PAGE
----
That sounds delicious, Bree! Steel cut oats take longer to absorb water and cook, and there’s plenty of time in 9 hours to do both!

      I will (eventually) have a steelcut porridge recipe, most likely using the slow cooker…Phaedre makes Duncan a very special bowl of parritch that I’d like to try. :D

      Reply

  24. Elaine Boyle

    I make my oatmeal with just water and salt, as Michelle said is the Scots way, then add a little butter and sweetener (molasses, honey, sugar, or a mixture) and maybe some cinnamon to the bowl just before eating. Growing up in East Tennessee, our morning cereal was usually cornmeal mush, which is made pretty much the same way (just salt and water, then sweetened in the bowl). Any leftovers were shaped into a loaf and refrigerated, then sliced and fried for another meal. Nowadays the fancy restaurants call that polenta and charge you a fortune for it!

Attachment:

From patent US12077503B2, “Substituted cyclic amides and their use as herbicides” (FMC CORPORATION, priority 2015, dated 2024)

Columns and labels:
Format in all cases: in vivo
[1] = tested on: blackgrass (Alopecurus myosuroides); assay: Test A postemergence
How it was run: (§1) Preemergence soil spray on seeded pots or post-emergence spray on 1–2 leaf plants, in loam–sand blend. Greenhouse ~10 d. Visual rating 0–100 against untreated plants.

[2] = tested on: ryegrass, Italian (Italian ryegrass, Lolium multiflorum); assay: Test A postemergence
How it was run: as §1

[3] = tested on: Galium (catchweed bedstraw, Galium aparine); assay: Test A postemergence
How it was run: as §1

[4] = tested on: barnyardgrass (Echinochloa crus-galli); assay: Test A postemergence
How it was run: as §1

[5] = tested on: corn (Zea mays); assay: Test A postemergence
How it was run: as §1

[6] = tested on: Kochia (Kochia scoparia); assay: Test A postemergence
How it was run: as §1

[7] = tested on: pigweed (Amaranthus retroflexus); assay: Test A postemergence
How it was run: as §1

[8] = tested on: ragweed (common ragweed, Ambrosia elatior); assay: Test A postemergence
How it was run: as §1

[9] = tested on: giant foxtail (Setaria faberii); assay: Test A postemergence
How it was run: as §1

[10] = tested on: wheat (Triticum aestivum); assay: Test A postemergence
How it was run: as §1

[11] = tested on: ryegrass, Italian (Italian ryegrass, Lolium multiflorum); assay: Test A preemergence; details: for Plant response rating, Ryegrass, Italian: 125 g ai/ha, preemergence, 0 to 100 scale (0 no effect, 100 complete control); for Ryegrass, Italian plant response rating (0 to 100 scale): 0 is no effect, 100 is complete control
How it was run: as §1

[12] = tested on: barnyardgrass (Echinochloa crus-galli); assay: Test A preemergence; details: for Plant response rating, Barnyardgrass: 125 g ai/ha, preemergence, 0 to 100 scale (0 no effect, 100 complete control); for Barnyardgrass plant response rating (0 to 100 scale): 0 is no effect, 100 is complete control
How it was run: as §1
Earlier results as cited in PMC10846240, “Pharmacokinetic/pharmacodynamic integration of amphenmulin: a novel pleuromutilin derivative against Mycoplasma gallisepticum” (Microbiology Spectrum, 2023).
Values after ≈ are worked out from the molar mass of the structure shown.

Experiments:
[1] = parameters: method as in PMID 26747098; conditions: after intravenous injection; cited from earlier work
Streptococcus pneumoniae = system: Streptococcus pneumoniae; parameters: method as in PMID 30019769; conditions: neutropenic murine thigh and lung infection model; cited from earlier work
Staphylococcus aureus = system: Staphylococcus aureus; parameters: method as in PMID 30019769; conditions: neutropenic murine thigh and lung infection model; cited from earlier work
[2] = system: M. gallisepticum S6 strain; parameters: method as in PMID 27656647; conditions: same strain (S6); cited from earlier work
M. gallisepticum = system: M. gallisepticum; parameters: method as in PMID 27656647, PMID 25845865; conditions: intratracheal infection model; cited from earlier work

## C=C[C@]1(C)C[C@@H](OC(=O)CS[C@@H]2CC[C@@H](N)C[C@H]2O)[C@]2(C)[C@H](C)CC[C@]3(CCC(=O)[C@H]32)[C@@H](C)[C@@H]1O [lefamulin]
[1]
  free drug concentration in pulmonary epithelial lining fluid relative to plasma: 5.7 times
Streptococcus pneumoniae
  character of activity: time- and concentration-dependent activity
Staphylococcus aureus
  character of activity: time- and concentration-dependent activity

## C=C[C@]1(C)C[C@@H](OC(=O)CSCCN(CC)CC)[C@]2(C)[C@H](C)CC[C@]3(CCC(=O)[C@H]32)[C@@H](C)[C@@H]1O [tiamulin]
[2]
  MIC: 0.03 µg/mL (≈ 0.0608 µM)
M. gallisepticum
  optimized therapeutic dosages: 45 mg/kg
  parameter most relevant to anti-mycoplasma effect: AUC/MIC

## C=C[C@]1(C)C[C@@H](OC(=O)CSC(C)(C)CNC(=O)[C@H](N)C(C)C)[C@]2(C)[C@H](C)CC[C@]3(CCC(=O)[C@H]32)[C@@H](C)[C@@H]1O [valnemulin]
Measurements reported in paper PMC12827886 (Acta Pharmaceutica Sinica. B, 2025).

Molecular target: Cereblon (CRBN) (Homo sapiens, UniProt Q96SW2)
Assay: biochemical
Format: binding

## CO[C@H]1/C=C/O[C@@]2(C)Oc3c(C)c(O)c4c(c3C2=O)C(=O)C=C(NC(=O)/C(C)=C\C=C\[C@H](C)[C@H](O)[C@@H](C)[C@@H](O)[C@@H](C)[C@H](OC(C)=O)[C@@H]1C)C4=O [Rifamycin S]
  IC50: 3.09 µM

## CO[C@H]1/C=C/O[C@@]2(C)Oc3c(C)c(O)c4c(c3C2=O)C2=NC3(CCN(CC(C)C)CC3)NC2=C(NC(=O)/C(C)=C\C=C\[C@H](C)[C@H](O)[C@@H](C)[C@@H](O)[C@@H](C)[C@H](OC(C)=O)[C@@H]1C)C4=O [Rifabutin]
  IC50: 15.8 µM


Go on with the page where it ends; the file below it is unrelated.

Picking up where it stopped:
Reply

  25. candy

    Hi, I love the cooked rolled oats, my Grandpa was a Scot and ate this for breakfast
    every morning (I didn’t know that I had been taught to cook it in a Scottish way though). My boys didn’t care for it much so I tried adding a few drops of vanilla and a splash of maple syrup and they loved it that way. I added these when cooking. Just thought I’d share.

    Reply

    • Theresa

      Great suggestion, Candy! Thank you.

      Reply